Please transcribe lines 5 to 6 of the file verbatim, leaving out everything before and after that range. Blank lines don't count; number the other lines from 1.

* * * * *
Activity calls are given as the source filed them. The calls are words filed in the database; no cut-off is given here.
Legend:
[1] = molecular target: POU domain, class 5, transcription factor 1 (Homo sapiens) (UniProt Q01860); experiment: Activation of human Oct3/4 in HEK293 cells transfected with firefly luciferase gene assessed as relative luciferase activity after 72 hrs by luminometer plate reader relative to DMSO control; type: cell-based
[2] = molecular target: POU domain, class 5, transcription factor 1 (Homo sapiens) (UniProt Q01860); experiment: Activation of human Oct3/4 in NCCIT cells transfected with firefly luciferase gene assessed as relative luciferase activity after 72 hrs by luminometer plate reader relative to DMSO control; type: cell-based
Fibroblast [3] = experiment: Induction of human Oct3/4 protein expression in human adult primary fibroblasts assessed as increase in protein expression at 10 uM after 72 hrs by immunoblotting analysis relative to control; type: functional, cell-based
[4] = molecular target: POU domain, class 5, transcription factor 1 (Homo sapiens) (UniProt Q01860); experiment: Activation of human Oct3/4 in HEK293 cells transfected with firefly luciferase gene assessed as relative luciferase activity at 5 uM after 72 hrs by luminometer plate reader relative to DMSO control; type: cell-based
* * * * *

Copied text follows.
Fibroblast [3] = experiment: Induction of human Oct3/4 protein expression in human adult primary fibroblasts assessed as increase in protein expression at 10 uM after 72 hrs by immunoblotting analysis relative to control; type: functional, cell-based
[4] = molecular target: POU domain, class 5, transcription factor 1 (Homo sapiens) (UniProt Q01860); experiment: Activation of human Oct3/4 in HEK293 cells transfected with firefly luciferase gene assessed as relative luciferase activity at 5 uM after 72 hrs by luminometer plate reader relative to DMSO control; type: cell-based